Issue 2 would legalize recreational marijuana

Eight years after Ohioans soundly rejected a referendum to legalize marijuana, weed proponents are once again going to voters asking for their support. 

In 2015, over 63% of voters rejected a proposal to legalize recreational marijuana. In addition to legalizing pot, it would have only allowed 10 predetermined locations to grow plants for commercial use. 

The proposal on the current ballot would allow Ohioans over age 21 to possess up to 2.5 ounces of weed without penalty. It would also permit Ohioans to grow marijuana at home. 

Currently, possession of small amounts of marijuana is a minor misdemeanor. 

Proponents say the proposal would come with rigorous government oversight while ending a black market for marijuana. From 2017-19, 15% of Ohioans reported using marijuana, according to the Substance Abuse and Mental Health Services Administration. 

"Our current marijuana laws can ruin lives based on one mistake. This measure will end unfairly harsh punishments for minor marijuana offenses, freeing local law enforcement to focus on serious, violent, and unsolved crimes," wrote the Coalition to Regulate Marijuana Like Alcohol.

In the official opposition to the proposal, state Sens. Terry Johnson and Mark Romanchuk, and State Rep. William Seitz say Issue 2 "legalizes an addiction-for-profit industry." 

"This is simply a move to commercialize marijuana for billions in profit. It’s today’s version of Big Tobacco. We can’t trust this industry. More time and research is needed. A better plan is needed. Let’s not rush a decision that we’ll later regret," they write.

Ohio legalized marijuana for medical purposes in 2016.

What does polling show?

An October poll from Baldwin Wallace University indicates a majority of likely voters supporting both Issues 1 and 2. The poll indicated that 58% of likely voters — including 89% of Democrats and 39% of Republicans — support Issue 1.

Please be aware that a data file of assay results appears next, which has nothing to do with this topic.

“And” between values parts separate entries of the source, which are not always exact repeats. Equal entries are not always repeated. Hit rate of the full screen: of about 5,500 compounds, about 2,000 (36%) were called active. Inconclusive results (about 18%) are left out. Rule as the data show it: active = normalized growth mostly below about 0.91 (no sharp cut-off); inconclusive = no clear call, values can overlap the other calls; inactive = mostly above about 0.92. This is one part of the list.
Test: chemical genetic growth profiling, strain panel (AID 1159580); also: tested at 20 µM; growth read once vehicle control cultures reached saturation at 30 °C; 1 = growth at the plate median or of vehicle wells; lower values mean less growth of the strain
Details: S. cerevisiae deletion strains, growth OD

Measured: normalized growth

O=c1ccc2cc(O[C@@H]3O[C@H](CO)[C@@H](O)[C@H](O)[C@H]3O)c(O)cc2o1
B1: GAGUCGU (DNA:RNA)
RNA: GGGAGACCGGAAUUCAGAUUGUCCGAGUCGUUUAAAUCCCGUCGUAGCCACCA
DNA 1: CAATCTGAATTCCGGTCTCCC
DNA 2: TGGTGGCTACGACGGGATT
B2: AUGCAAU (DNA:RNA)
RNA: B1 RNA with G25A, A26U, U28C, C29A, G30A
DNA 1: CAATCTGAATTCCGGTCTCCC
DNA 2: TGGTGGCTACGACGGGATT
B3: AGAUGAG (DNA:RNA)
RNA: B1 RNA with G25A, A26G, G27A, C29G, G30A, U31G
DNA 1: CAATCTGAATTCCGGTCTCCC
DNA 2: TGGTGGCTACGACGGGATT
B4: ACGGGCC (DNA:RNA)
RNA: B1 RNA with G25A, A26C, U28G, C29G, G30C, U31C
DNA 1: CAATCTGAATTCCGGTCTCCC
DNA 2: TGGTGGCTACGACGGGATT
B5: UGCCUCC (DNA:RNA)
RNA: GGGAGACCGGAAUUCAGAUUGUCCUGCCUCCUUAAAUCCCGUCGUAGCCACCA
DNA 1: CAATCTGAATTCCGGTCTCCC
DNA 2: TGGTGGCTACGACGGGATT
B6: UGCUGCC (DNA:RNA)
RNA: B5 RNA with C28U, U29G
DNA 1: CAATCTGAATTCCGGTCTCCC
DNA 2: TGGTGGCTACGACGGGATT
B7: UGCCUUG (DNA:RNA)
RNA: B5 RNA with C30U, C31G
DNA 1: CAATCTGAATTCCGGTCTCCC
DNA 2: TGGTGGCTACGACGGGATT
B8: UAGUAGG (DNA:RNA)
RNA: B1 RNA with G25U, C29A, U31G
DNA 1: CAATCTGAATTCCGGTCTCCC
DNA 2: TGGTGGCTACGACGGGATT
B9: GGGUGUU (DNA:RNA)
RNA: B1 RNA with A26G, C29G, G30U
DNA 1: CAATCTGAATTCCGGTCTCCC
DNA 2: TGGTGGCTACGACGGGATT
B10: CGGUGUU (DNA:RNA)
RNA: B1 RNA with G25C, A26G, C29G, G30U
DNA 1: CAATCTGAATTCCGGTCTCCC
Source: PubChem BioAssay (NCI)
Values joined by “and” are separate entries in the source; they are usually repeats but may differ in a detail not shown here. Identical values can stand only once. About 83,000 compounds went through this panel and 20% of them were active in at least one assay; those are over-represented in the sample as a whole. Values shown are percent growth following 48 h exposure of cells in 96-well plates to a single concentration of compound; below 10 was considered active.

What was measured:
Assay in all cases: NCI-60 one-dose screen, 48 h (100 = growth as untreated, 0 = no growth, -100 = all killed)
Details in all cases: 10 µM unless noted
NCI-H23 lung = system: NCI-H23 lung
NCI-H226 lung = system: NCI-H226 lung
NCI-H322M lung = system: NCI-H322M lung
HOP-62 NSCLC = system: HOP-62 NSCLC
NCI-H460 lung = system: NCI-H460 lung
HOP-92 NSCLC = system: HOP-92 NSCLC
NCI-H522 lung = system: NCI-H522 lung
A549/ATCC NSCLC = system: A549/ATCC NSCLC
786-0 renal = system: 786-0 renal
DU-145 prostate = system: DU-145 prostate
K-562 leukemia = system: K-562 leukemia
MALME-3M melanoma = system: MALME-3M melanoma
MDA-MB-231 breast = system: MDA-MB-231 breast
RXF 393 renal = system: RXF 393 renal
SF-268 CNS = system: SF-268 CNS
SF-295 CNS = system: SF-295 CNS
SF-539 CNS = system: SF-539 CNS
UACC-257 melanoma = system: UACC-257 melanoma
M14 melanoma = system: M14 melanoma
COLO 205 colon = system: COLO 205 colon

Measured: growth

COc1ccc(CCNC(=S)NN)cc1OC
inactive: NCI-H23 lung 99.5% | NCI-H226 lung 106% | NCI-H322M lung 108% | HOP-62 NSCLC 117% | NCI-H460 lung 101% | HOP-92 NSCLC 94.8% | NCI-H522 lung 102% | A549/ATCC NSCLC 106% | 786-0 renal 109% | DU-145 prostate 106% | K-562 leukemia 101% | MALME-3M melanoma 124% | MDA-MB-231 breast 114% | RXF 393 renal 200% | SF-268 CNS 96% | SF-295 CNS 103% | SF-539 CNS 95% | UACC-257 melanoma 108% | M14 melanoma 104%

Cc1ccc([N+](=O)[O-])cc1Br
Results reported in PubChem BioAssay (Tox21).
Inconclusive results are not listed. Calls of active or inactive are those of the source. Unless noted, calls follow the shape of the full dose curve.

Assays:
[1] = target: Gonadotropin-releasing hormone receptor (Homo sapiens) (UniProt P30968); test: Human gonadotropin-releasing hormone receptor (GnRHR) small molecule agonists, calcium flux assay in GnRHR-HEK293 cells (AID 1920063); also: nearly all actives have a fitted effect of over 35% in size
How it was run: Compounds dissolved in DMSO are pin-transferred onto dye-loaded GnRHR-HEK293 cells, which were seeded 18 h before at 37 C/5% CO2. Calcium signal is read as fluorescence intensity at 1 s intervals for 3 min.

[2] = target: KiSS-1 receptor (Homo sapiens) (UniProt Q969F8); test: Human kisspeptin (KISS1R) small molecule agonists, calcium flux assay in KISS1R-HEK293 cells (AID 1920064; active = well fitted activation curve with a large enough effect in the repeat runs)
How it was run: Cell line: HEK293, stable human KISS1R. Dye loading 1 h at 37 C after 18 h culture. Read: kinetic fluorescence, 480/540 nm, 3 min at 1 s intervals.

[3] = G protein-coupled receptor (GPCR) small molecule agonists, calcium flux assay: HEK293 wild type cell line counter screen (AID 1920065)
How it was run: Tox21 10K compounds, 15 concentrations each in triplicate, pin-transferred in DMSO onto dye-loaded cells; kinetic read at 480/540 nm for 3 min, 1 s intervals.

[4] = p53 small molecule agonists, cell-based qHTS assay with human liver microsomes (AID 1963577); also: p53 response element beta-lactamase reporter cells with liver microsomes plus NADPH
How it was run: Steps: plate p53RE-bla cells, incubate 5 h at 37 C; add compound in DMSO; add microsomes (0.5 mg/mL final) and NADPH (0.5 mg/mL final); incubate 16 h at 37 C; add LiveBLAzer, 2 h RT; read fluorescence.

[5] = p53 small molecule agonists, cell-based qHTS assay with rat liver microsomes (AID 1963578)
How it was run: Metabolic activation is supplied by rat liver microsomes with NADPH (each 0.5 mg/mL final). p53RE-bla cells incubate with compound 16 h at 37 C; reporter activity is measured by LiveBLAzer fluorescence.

The same poll showed 57% of likely Ohio voters in favor of Issue 2, including 66% of Democrats and 50% of Republicans. 

"The majorities of respondents in these demographics favoring Issue 1 and Issue 2 indicate a strong likelihood of a majority vote for both ballot issues in November," said Dr. Tom Sutton, political science professor at Baldwin Wallace.

The polling also shows why the August ballot initiative was potentially important in deciding the fate of Issue 1.

How Ohio's constitutional amendments work

Ohio lawmakers don't have the direct power to amend the state's constitution; that has to be done by voters. Constitutional amendments supersede the Ohio Revised Code, meaning if Issue 1 passes, lawmakers would have little say in future abortion and reproductive rights policies. 

Whereas if Issue 2 passes, it can be altered in the General Assembly. 

But getting on the ballot was easier for marijuana proponents than abortion rights advocates. Issue 2 needed signatures from 3% of electors from the 2022 gubernatorial election to reach the ballot. Issue 1 required signatures equaling 10% of last year's gubernatorial vote.